To help you make more informed food choices, we've added a traffic light guide for food to our latest app update. This colour-coded system is a great way to see at a glance the nutritional content of a food, so you can compare different products and serving sizes. Here is an explanation of the colours and how to use the guide in the app.
Most food products have a simple front of pack traffic light label. It focusses on the four nutrients in our diet that can become a problem if consumed in excess – fat, saturated fat, salt and sugar. The colour code is based on the quantity of each of these nutrients in the product.
Although this additional nutritional information on the front of a food pack is only voluntary, many food manufacturers choose to show it to help consumers make more informed choices about the foods they buy in the supermarket.
We've incorporated the same guide into the app to give you a quick visual guide to the nutritional content of the foods you're logging in your diary:
Green: the food is low in the nutrient. It can be consumed regularly day-to-day as part of a healthy diet.
Amber: the food is neither high nor low in the nutrient. It can be consumed most of the time as part of a healthy diet.
Red: the food is high in the nutrient. Consumption of these foods should be moderated and shouldn't be consumed in large amounts regularly.
Try to choose foods with green and amber traffic lights where you can, and limit your intake of foods highlighted red.
When you search for a food, the traffic lights will show against portion sizes for these nutrients: fat, saturated fat, sugar and salt. You can also turn on traffic lights to show against foods you add to your diary – the colours will only show up if you have selected to track fat, saturated fat, sugar or salt in your diary. If you have the first column set for calories, you will only be able to select one of these other nutrients.
You can choose whether to display traffic lights in your diary and on the product serving page.
In your diary, tap the blue menu icon to the right of the search bar > Diary Preferences > Traffic Light Guide. Here, you will see toggles to switch traffic light colour coding on and off.
Most products show traffic lights but if an item does not, there may be a couple of reasons:
Traffic lights will not show on foods you've historically searched for, and then multi-add to your diary.
The fix is to add each item individually from Fast Track rather than several together – traffic lights will then show going forward.
The four nutrients food manufacturers label with traffic lights are fat, saturated fat, sugar and salt. Eating too much of these nutrients has been associated with negative health outcomes, such as cardiovascular disease. Energy per se is not associated with specific health risks, so there isn't a traffic light guide for 'Kcals'. However, it is still important to pay attention to the calories in your food to make an informed choice, especially if you're trying to lose or gain weight.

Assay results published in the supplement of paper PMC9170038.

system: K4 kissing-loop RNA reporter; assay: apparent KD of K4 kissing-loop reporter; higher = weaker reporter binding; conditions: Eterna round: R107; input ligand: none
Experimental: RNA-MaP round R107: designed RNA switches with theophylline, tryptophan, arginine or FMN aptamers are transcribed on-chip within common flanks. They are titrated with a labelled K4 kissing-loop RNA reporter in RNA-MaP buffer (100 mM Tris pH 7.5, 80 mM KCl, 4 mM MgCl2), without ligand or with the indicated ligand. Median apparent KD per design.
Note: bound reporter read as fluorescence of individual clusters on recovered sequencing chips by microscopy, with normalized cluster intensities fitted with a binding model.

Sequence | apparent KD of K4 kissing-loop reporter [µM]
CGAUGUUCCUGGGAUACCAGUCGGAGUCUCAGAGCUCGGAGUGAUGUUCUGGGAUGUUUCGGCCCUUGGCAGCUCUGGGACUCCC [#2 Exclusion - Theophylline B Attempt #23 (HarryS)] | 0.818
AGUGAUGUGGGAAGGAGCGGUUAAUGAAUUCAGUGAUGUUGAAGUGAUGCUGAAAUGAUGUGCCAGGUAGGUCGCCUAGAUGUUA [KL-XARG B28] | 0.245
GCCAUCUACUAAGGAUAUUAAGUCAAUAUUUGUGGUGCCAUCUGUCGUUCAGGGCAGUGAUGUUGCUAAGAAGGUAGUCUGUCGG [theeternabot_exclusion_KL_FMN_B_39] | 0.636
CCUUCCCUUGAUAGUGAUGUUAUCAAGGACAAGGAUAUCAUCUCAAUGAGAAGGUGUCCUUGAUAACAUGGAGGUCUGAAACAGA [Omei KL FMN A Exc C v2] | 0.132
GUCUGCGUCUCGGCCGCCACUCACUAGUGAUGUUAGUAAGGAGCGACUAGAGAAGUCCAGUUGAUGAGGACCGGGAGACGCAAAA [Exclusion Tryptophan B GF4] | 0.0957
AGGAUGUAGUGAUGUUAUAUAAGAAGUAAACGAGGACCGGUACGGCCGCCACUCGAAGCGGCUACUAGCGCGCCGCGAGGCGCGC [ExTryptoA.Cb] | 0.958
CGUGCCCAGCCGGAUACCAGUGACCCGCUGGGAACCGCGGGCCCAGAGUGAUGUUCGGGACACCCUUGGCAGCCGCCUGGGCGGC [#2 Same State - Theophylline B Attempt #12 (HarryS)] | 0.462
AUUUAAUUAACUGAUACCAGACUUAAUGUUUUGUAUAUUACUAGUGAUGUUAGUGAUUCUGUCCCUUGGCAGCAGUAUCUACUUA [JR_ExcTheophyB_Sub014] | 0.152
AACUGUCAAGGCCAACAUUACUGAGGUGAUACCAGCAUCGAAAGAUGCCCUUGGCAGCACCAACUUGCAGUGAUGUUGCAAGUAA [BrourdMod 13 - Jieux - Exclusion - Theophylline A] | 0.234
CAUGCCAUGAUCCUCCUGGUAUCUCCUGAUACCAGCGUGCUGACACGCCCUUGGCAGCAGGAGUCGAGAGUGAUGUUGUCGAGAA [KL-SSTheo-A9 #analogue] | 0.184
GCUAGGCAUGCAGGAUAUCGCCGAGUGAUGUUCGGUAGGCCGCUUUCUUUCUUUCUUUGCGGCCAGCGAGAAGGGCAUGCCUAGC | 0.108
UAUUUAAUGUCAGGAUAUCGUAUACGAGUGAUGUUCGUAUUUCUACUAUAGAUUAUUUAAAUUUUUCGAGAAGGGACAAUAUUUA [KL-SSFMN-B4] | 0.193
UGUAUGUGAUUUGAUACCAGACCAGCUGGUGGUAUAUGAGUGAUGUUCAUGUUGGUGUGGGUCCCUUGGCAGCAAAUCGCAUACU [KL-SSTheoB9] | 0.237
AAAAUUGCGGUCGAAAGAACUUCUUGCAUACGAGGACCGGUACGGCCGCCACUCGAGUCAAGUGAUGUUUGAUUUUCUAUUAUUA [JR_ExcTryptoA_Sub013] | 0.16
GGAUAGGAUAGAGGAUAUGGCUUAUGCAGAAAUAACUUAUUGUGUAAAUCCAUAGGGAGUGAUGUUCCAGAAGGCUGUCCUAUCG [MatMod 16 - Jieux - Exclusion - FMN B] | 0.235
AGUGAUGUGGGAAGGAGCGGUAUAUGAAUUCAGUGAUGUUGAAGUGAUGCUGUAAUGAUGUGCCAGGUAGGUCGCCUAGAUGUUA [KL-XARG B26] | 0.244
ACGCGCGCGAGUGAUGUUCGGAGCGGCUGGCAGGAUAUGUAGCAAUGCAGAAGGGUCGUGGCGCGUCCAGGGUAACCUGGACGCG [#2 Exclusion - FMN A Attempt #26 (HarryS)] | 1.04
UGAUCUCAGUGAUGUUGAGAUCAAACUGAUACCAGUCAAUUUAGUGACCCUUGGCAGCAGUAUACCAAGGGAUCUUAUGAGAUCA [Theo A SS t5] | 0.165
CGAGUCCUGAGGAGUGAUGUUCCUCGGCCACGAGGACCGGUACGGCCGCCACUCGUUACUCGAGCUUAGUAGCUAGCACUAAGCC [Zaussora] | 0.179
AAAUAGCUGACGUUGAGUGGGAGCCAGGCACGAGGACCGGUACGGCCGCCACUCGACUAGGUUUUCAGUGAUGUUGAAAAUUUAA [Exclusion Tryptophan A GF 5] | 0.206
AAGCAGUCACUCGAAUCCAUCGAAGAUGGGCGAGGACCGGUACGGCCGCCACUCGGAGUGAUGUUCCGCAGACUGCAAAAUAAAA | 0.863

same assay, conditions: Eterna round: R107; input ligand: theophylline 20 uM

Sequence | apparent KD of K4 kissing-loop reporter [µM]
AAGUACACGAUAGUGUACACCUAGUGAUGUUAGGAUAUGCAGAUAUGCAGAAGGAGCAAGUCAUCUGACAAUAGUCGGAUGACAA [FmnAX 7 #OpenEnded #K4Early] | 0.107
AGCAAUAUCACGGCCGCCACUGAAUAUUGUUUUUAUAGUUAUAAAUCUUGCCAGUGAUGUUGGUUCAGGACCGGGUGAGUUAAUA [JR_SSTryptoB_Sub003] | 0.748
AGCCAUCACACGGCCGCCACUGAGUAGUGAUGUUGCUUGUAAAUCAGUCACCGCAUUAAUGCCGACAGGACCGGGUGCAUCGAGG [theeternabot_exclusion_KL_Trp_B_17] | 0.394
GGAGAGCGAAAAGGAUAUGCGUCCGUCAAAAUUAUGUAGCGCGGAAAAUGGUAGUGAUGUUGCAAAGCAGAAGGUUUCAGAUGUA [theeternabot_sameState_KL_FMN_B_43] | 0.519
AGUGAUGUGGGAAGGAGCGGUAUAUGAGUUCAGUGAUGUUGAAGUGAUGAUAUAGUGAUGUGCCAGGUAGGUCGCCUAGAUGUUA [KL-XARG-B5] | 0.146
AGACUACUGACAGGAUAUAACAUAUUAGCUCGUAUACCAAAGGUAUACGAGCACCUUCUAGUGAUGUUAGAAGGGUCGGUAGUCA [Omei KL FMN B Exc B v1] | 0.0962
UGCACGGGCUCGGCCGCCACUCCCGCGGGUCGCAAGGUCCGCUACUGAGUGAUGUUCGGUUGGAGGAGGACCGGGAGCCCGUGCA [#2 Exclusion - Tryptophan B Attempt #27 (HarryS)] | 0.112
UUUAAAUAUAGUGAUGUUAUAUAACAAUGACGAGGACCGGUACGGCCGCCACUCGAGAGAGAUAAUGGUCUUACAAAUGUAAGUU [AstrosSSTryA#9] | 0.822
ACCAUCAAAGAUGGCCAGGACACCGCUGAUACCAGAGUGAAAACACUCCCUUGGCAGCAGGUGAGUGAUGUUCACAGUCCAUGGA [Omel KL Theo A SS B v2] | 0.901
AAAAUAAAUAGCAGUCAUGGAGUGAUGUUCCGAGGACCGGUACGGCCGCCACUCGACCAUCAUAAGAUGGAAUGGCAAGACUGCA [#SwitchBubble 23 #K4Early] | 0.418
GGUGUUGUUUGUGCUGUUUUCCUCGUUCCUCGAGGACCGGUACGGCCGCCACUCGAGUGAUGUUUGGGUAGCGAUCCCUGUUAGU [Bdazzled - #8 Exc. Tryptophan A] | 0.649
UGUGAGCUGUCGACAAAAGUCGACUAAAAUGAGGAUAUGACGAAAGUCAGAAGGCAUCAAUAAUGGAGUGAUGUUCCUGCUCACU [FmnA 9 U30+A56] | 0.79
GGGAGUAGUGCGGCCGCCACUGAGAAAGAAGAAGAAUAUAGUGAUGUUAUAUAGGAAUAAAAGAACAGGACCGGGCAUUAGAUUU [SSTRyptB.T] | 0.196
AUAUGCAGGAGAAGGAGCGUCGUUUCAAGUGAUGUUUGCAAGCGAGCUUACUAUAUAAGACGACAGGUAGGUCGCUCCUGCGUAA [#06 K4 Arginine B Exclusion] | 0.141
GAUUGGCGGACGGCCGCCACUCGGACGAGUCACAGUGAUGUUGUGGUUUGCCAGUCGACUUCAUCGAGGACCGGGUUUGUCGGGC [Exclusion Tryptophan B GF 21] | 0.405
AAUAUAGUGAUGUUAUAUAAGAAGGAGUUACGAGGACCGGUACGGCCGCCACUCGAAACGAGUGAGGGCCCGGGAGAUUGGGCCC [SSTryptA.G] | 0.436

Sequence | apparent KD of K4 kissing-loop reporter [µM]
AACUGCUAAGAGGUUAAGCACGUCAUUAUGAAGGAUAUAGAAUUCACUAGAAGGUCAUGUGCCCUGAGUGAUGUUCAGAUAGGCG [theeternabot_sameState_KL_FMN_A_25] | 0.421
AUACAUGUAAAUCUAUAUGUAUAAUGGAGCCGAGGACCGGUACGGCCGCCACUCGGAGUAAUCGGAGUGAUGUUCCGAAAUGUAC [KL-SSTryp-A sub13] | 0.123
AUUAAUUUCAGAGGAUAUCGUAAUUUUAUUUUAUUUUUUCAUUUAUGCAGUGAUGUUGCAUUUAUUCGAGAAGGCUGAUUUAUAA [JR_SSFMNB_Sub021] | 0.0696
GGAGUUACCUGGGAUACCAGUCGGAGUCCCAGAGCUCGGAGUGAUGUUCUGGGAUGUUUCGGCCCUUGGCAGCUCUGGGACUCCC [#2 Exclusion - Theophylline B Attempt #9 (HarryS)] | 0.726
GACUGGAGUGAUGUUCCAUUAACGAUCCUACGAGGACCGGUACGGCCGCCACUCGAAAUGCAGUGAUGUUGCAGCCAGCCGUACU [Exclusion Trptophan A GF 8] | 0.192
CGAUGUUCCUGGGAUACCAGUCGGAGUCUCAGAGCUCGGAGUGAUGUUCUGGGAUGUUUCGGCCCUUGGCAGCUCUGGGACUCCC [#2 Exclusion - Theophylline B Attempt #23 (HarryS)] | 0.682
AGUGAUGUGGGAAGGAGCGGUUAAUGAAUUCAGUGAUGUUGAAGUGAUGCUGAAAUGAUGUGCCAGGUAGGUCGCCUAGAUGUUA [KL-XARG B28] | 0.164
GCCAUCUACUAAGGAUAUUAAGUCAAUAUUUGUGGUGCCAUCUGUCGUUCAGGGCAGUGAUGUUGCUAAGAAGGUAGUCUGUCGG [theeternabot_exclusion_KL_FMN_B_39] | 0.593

High intakes of carbohydrates, protein and fibre aren't directly associated with negative health outcomes, so most of us don't need to moderate our intake of these nutrients. In fact, especially in the case of fibre, many of us could do with eating more! Carb-rich foods are a great source of B-vitamins and energy, protein is essential for muscle growth and recovery, and fibre promotes a healthy heart and gut.
Fruits contain natural sugars which are not the type to be concerned about. Fruits are also an excellent source of vitamins and minerals, as well as fibre which helps to slow down the absorption of natural sugars into the bloodstream. As fruits have multiple health benefits, we do not want to discourage you from eating them!
Although high-fat diets are associated with increased risk of cardiovascular disease, it's saturated fat in particular that we should be cutting back on. To track saturated fat in the app, check that the nutrient in your diary column is 'S/FATg' instead of 'FATg'.
The traffic light guide is a great way to quickly gauge the nutritional profile of a food at a glance; however, it's important to remember it does not tell the whole story.
Two foods may both show a red traffic light for a certain nutrient, but their overall nutritional benefit could be very different. For example, a handful of cashews and a bar of white chocolate may both show red for fat, but that doesn't mean they are substitutes for one another. Cashew nuts also provide a healthy dose of iron and zinc, whereas white chocolate has little nutritional value. Equally, a glass of orange juice and a can of cola may both show red for sugar, but you won't get the same benefits of vitamin C from cola as you do from orange juice.
So, the take-home message is to use the traffic light guide as a valuable tool, but consider other aspects of your food choice too, such as the level of processing it has been through or the amount of vitamins and minerals.
Nutracheck co-founder Rachel Hartley, BSc (Hons) Food & Nutrition is passionate about food and diet. Rachel's philosophy is providing accurate, up-to-date calorie information to help people make the right food choices.